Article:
Creativity and innovation (especially the disruptive type) is so scarce that it would be a disaster to waste any opportunity to get it. The possibility to reach the summit at Everest is also rare. From the integral point of view (Ken Wilber - AQAL), any business should be viewed as a mix of individuals, culture, individual deeds and results and systems, procedures and rules. Climbing Everest is the same, a mix of your own dedication, passion and self confidence plus real action, professional gear, a collective effort and a certain system in which to operate.
In this respect, the integral view ensures the largest chance to achieve it. A possible map to include all of this business innovation would be similar to the one below.
I am going to use the metaphor of conquering Everest, as innovation in business is as hard, full of errors and total failures are common.
The BASE CAMP (5400 m / 17700 ft.)- Preparation of the CEO and of the business for creativity and innovation.
The CEO or manager of a team is on one level of consciousness or another (Red, Amber, Orange, Green, Teal, etc. - see Frederic's Laloux recent book on 'Reinventing Organizations'); a proper ‘initiative for innovation’ starts with the leader upping their level.
Let the CEO declare a future campaign of creative and innovative ideas collected from all the employees, based and centered around a specific problem and to be released in 1 month.
Gather several good creative people to form a ‘Facilitation Team’ for the development, set up and deployment of the campaign.
Let the facilitation team collect the tools and information then communicate them to the company.
You may see this stage as the preparation stage, where you gather your forces, prepare the instruments, gain knowledge from peers and arrange the climbing campaign as best you can.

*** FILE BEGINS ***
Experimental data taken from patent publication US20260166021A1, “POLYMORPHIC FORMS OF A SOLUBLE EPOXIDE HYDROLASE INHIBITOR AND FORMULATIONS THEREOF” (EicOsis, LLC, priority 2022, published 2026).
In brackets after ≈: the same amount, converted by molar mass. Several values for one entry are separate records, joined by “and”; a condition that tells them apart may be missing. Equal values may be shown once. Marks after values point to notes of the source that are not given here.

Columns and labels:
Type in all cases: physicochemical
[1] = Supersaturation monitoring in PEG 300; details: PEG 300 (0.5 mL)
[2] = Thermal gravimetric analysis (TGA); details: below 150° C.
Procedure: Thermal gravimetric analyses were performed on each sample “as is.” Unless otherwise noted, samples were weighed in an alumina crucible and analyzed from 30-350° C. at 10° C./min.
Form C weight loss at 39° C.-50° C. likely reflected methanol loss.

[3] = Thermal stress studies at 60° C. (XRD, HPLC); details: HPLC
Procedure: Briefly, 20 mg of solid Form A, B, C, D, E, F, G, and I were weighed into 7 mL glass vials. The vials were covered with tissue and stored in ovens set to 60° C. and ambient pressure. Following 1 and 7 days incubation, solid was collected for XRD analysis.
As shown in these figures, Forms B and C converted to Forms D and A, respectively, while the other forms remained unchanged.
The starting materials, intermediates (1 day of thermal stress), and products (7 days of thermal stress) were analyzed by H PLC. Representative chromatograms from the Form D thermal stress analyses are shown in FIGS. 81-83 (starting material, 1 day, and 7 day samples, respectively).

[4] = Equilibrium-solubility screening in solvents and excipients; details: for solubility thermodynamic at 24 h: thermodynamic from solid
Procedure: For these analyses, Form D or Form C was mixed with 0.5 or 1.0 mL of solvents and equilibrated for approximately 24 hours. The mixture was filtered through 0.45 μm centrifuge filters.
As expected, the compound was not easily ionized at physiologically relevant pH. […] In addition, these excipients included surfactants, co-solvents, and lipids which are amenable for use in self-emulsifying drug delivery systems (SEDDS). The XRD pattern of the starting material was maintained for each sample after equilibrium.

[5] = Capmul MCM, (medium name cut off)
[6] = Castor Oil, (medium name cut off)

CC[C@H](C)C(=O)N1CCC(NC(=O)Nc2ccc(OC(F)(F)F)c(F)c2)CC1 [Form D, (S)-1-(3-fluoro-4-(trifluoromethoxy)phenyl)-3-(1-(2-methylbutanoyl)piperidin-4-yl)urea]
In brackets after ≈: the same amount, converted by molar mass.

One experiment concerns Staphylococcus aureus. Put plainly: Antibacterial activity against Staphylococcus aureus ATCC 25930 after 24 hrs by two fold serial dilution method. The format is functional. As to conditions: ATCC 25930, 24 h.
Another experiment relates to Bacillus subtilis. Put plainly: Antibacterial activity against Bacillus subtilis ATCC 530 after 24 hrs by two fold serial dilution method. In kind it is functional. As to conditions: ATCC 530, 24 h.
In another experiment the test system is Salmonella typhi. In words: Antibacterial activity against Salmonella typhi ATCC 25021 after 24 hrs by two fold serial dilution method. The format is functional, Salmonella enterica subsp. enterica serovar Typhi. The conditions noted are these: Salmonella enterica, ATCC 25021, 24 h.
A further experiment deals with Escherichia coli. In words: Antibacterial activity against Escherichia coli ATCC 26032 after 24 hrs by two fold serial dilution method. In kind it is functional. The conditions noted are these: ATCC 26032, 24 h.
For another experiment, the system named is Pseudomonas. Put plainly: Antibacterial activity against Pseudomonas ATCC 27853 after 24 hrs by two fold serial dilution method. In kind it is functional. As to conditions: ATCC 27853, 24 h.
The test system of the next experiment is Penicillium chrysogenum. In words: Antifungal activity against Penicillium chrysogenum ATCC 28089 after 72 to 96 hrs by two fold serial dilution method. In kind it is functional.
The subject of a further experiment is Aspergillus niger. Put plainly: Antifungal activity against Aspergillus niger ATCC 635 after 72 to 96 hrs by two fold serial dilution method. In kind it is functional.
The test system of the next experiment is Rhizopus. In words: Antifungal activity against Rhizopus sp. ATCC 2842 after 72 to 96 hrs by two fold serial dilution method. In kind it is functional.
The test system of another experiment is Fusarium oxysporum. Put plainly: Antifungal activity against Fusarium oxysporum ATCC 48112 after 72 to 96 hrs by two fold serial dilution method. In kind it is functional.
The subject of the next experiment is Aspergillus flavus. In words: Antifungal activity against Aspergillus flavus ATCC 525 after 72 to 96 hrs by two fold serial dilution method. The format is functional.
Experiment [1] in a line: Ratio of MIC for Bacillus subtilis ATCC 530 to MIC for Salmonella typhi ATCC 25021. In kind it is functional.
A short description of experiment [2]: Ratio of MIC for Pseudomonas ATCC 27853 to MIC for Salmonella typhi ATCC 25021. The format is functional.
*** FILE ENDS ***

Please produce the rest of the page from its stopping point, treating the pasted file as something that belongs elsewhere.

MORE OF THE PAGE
The ICEFALL (5500 m - 6100 m / 18000 ft - 20000 ft.) - Identification of the Problem.
Have a desired outcome settled by the Board of Directors: a problem to be solved, a dilemma, a goal. The more specific it is, the better. The more 'client centered' is it, the better. Use tools to get input from employees, clients and competitors.
Let the CEO communicate it to the company and let them launch it as a focus for the next month as a 'Creatively Solving the Dilemma' (CSD) campaign, let's say.
In reality, the 'icefall' is considered a 'huge horror-chamber at an amusement park' (http://www.mounteverest.net/expguide/route.htm). Any wrong turn may turn your expedition into a nightmare. It is also a crucial point for any company's innovation campaign.
CAMP 1, VALLEY OF SILENCE (6100 m - 6400 m / 20000 - 21000 ft.) - Generation of New, Creative and Innovative Ideas
Have as many burst idea generation sessions based on the format described in ‘The Leadership Spark’ or any other format that works for you. The key ingredient here is to suspend judgement and embrace any ideas that people have.